In January 1946, John A. Korengold received a patent for his “Combined Medical Hand Light and Tongue Depressor.”  Korengold was the founder of the Burton Manufacturing Company, later known as Burton Medical Products, in 1928 in Chicago, Illinois.  The company was named after Korengold’s nephew, Burton Korengold. Following its merger with Jan-Dor and TransElectronics, over the next 65 years Burton Manufacturing Company’s product line ranged from medical/dental lighting to power supply and support defense equipment. (1)  Korengold’s invention actually resembled a small pistol and which most likely resulted in the name “The Burton Pistolite”.   According to information on the box, the instrument is described as “The Modern Medical Hand-Light…Providing Controlled, focused Precision Illumination”.  There are several attachments including a tongue depressor and a laryngeal mirror that are used to perform various examinations of the tongue, the larynx, pharynx, and frontal sinuses.  Come and see this interesting item up close and personal in the Robert L. Brown History of Medicine Collection!

(1) node_id=1537891&tabidx=corporate&company=Burton+Medical+Products%2C+Inc.

Patent Application for Pistolite
















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Open Wide and Say “AH!”

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Laryngo Phantom ca. 1900

Laryngo Phantom ca. 1900

Meet the History of Medicine Collection’s resident Laryngo Phantom.  You might well ask “what is a Laryngo Phantom and what was its purpose?” It was actually used by medical students and practicing physicians in the nineteenth century to learn how to properly use the laryngoscope to examine the throat before working on actual patients.  One model invented by a Dr. Isenschmid of Munich was described on page 26, Volume 2 of the 1885 Medical Times and Gazette, as having “…a mouth of thin metal with a tongue and uvula made of red velvet”. French Otolaryngologist Dr. Baratoux  designed yet another model.  Our Phantom bears more of a resemblance to one designed by Dr. Goguenheim as pictured in the Matthieu instrument catalog of 1885.  Dating from about 1900, it is made out of plaster and the reverse side depicts the structures of the larynx and uvula.




Baratoux's Phantom

Baratoux’s Phantom


Goguenheim's Laryngo Phantom, 1885

Goguenheim’s Laryngo Phantom, 1885 Matthieu Catalog














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Dr Simon Flexner and Polio

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Although here in the Western world it is commonly believed that polio has been eradicated, the World Health Organization has confirmed an outbreak of polio in Syria. The 2.5 year-long conflict in that country has created optimal conditions for the spread of communicable diseases and has disrupted routine immunization programs. Health workers have warned that the unsanitary conditions in which many of the millions of displaced Syrians live are breeding grounds for diseases such as polio, which is transmitted through contaminated food or water supplies. With as many as 4,000 refugees fleeing the country every day, the risk of the disease spreading is particularly serious. (1) Public health officials have speculated that a possible source may have been jihadi fighters traveling to Syria from Pakistan which, along with Afghanistan and Nigeria, are the only countries where the disease is still endemic. (2)  With its reemergence then, the question comes to mind: will polio ever be completely wiped out? If we look to history, Dr. Simon Flexner, then Director of Research in the Rockefeller Institute, in his address to the Brooklyn Institute of Arts and Sciences in 1916 stated his opinion that “infantile paralysis [or polio] will continue to reappear in sporadic cases because it has become too firmly entrenched to ever to be eradicated.” (3) Indeed, with this most current reemergence in Syria, Flexner’s words seem as sage as ever.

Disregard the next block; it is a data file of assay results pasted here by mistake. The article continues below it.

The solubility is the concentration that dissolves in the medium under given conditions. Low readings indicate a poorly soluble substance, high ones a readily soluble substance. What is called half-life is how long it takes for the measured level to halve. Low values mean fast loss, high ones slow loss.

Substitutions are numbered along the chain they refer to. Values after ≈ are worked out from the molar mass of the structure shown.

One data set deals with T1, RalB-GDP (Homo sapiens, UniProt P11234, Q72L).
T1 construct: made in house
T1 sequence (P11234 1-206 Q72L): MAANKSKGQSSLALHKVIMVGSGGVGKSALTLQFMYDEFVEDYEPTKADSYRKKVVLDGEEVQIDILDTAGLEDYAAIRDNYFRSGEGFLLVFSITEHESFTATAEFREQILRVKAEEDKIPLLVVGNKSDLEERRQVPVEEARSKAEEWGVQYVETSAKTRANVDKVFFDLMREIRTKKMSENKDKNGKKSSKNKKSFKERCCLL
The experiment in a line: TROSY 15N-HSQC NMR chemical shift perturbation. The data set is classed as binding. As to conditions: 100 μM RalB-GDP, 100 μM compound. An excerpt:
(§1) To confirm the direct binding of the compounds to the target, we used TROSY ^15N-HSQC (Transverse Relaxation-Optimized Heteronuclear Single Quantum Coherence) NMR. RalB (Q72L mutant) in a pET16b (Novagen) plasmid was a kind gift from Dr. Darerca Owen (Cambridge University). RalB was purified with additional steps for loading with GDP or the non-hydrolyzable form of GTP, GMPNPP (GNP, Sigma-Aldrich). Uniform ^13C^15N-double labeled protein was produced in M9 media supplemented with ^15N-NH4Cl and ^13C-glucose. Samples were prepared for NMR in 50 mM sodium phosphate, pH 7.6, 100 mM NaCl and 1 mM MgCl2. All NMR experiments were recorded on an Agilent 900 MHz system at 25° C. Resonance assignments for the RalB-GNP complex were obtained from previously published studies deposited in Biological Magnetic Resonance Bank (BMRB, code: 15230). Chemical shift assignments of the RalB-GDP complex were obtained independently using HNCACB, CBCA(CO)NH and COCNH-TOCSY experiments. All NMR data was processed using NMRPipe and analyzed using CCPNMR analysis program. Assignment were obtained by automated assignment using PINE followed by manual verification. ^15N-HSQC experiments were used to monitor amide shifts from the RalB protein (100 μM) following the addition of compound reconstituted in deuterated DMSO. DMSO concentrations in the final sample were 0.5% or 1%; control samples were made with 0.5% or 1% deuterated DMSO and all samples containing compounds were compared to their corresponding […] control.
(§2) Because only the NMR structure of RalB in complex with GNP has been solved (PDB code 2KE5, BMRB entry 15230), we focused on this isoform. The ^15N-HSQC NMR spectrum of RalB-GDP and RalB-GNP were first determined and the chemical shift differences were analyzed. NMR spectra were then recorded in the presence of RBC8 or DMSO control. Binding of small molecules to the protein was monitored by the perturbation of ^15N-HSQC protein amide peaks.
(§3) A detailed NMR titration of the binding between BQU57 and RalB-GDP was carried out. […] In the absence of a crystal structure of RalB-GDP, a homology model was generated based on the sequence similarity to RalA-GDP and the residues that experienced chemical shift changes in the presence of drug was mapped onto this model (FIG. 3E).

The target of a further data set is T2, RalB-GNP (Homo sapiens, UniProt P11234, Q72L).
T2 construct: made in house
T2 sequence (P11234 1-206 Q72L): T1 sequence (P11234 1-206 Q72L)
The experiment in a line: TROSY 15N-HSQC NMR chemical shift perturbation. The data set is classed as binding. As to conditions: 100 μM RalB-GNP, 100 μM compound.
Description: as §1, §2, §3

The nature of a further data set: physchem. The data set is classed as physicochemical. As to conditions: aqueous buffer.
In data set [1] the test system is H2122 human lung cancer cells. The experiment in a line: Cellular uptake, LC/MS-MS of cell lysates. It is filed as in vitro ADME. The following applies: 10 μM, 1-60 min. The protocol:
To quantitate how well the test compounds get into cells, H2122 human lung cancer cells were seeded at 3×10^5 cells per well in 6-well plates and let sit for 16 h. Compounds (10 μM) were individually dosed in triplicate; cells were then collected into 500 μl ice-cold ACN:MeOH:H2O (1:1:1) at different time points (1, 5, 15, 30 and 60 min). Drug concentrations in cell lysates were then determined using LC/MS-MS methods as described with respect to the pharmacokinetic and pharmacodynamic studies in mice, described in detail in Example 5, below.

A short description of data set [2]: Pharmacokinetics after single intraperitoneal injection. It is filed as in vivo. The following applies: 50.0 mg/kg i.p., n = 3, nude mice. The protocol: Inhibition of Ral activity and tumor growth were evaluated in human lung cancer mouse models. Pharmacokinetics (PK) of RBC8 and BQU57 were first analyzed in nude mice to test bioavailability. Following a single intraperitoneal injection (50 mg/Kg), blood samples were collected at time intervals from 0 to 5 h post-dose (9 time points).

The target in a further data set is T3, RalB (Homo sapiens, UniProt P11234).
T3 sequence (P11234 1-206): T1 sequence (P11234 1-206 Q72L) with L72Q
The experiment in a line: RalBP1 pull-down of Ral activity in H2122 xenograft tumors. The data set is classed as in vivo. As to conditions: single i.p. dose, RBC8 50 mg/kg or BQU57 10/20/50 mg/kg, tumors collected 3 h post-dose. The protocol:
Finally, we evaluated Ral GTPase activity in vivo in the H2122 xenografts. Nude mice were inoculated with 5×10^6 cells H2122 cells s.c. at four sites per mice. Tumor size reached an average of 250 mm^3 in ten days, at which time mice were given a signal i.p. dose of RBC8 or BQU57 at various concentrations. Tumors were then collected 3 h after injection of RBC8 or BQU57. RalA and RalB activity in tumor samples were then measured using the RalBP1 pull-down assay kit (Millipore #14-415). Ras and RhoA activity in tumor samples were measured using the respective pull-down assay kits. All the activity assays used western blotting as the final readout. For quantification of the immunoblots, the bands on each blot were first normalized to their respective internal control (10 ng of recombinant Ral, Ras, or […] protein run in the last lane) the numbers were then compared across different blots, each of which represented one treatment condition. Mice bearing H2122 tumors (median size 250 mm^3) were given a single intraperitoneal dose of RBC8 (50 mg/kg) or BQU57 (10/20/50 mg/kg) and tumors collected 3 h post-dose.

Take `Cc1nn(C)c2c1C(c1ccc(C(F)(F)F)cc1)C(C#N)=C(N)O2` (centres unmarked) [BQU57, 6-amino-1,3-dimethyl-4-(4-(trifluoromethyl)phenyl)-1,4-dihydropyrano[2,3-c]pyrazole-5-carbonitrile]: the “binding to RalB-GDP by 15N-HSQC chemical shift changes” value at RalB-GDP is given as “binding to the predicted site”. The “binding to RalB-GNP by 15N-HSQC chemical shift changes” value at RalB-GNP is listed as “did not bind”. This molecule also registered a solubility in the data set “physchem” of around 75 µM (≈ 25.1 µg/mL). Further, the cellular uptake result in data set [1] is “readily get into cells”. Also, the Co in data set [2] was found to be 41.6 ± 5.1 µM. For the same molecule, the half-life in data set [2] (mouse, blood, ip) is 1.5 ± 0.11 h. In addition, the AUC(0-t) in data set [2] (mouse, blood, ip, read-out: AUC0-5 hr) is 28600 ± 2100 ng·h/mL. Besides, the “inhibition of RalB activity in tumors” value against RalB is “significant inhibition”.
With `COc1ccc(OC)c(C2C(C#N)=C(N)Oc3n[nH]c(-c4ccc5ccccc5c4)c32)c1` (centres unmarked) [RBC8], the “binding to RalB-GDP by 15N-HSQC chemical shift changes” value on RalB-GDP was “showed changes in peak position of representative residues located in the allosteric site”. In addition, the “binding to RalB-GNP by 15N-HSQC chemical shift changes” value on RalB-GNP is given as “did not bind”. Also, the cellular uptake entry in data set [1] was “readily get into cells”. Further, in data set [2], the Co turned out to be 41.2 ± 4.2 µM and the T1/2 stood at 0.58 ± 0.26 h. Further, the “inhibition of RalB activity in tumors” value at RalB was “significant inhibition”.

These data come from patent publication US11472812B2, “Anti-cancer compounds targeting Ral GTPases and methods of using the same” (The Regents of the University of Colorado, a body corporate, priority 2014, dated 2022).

Polio Map: Washington Post, Oct 29, 2013

Simon Flexner:  Isolated the polio vaccine for laboratory study

Simon Flexner:
Isolated the polio vaccine for laboratory study














Works Consulted:

(1)   World Health Organization confirms polio outbreak in Syria, Loveday Morris and Karen DeYoungThe Washington Post. October 29, 2013

(2)   U.N. Confirms an Outbreak of Polio in Syria. Nick Cumming-Bruce, The New York Times, October 29, 2013

(3)   Polio may reappear.  Editorial. Buffalo Sanitary Bulletin.  New Series Vol. XI (11) 1916. P. 124

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History and the Future Meet

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History of Medicine Exhibit

History of Medicine Exhibit

On Thursday October 10, 2013, the Robert L. Brown History of Medicine Collection was honored to be a part of the Special Celebration to commemorate the new Medical School Groundbreaking on Thursday, The event was held at the gleaming new UB Clinical and Translational Research Center (CTRC) on Ellicott Street where guests were treated to an impressive view of the city.  The 2013 Distinguished Medical and Biomedical Awards Ceremony was preceded by cocktails and hors d’oeuvres as well as a musical presentation by a choral group known as the “Docapellas”.  Dr. Joseph Chazan received the Distinguished Medical Alumnus Award and Dr. Kenneth Jacobson received the Distinguished Biomedical Alumnus Award.  The James Platt White Society also held its Donor Recognition program.


History of Medicine Exhibit

History of Medicine Exhibit

The History of Medicine Collection’s exhibit, which displayed an assortment of print materials, photographs and artifacts documenting the Medical School’s history, attracted the interest of faculty, alumni and students.  One of the key items was a building block from the School’s second building located at Main and Virginia in the city.  This was the first building constructed and owned by the School.  Our sincere thanks go out to Eric Alcott, Senior Associate Dean of Medical Development and Alumni Relations, Jennifer Britton, Lani Jandreau and all those involved in this wonderful event, for making a place for the History of Medicine!